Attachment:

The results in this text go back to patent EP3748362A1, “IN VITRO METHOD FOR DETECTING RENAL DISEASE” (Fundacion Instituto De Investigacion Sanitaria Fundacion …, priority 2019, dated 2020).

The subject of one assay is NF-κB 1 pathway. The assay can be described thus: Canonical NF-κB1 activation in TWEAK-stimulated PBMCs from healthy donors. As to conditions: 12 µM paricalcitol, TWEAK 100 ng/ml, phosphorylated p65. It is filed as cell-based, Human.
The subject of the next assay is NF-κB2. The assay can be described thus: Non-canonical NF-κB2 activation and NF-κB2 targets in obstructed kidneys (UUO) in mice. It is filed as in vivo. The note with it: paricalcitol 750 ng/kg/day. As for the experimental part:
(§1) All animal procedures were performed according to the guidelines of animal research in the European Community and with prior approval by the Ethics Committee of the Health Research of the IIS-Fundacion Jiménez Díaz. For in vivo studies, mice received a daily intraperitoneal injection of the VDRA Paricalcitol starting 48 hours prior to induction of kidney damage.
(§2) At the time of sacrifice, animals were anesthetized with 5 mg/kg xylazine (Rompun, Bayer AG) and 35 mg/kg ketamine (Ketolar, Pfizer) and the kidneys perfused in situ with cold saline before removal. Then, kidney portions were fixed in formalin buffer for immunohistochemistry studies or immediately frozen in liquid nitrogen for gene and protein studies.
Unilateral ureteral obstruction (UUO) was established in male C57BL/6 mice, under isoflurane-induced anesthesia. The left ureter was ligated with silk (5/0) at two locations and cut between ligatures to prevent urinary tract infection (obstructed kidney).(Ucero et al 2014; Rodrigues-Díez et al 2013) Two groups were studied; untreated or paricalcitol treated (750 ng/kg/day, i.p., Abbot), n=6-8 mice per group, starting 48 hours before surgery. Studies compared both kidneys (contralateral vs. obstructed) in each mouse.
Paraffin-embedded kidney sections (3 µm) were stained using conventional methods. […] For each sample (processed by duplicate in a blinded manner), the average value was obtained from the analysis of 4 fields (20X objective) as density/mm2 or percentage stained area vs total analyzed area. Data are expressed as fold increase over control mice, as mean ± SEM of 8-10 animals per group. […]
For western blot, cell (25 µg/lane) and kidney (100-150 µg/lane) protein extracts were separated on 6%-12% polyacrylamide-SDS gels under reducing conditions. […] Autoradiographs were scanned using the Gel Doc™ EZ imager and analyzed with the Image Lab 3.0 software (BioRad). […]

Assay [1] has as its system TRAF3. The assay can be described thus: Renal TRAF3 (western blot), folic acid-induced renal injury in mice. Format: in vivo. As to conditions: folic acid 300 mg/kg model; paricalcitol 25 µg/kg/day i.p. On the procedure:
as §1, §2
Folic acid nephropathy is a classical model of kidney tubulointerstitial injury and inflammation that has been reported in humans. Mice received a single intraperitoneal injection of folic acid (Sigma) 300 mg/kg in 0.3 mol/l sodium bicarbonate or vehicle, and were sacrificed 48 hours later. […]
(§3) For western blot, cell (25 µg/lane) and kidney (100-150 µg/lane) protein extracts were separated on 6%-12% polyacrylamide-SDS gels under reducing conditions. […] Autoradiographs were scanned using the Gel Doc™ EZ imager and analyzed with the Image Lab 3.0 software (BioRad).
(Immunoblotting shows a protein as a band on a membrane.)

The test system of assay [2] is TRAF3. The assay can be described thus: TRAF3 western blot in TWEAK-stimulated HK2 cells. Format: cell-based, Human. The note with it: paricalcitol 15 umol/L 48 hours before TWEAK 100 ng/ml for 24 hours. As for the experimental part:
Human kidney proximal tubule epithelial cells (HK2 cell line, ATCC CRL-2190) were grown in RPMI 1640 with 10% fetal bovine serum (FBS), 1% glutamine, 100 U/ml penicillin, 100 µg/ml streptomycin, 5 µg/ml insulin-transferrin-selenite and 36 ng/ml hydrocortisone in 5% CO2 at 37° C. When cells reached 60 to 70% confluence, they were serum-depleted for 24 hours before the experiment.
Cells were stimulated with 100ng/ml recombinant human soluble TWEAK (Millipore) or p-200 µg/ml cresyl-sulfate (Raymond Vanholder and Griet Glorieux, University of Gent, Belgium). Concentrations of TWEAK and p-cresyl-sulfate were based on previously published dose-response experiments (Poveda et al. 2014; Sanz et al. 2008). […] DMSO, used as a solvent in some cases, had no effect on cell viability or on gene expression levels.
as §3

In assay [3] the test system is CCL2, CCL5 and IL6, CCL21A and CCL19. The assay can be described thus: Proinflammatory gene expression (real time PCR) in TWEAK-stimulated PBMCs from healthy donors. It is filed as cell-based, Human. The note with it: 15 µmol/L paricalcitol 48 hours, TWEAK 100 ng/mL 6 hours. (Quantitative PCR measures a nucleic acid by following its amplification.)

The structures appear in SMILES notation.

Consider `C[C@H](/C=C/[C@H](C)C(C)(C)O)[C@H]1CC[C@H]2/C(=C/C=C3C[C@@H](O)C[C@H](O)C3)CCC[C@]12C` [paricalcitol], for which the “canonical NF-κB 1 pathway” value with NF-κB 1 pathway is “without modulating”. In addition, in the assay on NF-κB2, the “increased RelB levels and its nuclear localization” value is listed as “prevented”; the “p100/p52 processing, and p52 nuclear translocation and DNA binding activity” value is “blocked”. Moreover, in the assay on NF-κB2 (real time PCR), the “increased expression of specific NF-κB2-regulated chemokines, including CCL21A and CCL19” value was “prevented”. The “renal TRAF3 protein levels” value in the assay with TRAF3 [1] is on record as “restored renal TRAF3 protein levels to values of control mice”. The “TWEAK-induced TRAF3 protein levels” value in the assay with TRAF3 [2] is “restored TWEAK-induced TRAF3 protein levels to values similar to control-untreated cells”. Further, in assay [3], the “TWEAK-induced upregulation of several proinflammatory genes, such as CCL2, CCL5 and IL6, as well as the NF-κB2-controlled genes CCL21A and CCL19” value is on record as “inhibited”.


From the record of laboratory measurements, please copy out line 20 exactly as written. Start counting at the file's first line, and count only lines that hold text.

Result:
Consider `C[C@H](/C=C/[C@H](C)C(C)(C)O)[C@H]1CC[C@H]2/C(=C/C=C3C[C@@H](O)C[C@H](O)C3)CCC[C@]12C` [paricalcitol], for which the “canonical NF-κB 1 pathway” value with NF-κB 1 pathway is “without modulating”. In addition, in the assay on NF-κB2, the “increased RelB levels and its nuclear localization” value is listed as “prevented”; the “p100/p52 processing, and p52 nuclear translocation and DNA binding activity” value is “blocked”. Moreover, in the assay on NF-κB2 (real time PCR), the “increased expression of specific NF-κB2-regulated chemokines, including CCL21A and CCL19” value was “prevented”. The “renal TRAF3 protein levels” value in the assay with TRAF3 [1] is on record as “restored renal TRAF3 protein levels to values of control mice”. The “TWEAK-induced TRAF3 protein levels” value in the assay with TRAF3 [2] is “restored TWEAK-induced TRAF3 protein levels to values similar to control-untreated cells”. Further, in assay [3], the “TWEAK-induced upregulation of several proinflammatory genes, such as CCL2, CCL5 and IL6, as well as the NF-κB2-controlled genes CCL21A and CCL19” value is on record as “inhibited”.